Oil prices slip before US inventories

Global oil prices fell on Wednesday with traders expecting the US government to announce an increase in commercial crude stockpiles ahead of a decision on stimulus by the Federal Reserve.

New York's main contract, West Texas Intermediate (WTI) for delivery in March, dropped 53 cents to $96.88 a barrel.

Brent North Sea crude for March slipped 22 cents to stand at $107.19 a barrel in London midday deals.

US crude inventories were forecast to have risen by 2.2 million barrels in the week to January 24, according to a forecast of 11 analysts surveyed by Dow Jones Newswires.

The official stockpiles report will be released by the US Energy Department later on Wednesday.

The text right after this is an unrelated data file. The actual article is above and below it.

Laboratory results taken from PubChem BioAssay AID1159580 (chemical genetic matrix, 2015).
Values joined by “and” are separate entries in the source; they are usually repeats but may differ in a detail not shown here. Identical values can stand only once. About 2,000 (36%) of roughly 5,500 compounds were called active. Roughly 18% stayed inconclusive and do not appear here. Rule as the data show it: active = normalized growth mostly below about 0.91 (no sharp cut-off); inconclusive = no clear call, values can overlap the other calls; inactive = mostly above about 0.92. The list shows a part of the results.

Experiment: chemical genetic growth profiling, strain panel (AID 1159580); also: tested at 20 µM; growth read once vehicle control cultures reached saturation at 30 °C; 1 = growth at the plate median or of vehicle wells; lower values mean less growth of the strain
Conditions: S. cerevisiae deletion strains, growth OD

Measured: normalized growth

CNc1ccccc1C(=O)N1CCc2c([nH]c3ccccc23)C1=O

A rise indicates weak demand in the world's biggest economy and oil consuming nation, putting downward pressure on prices.

Desmond Chua, market analyst at traders CMC Markets, said dealers were keenly looking also to see if the Fed further pares its monthly asset purchases when it concludes a two-day policy meeting on Wednesday.

He said the "most likely scenario" was that the Fed would go ahead with a further $10 billion reduction in monetary stimulus after shaving off $10 billion in January, leaving it still pumping out $75 billion-a-month to aid economic recovery.

Additional tapering of the Fed's asset purchases would likely boost the greenback, making dollar-priced oil more expensive for countries using other currencies, dampening demand.

Fed chairman Ben Bernanke steps down on Friday after an eight-year tenure, and will be succeeded by current vice-chairman Janet Yellen.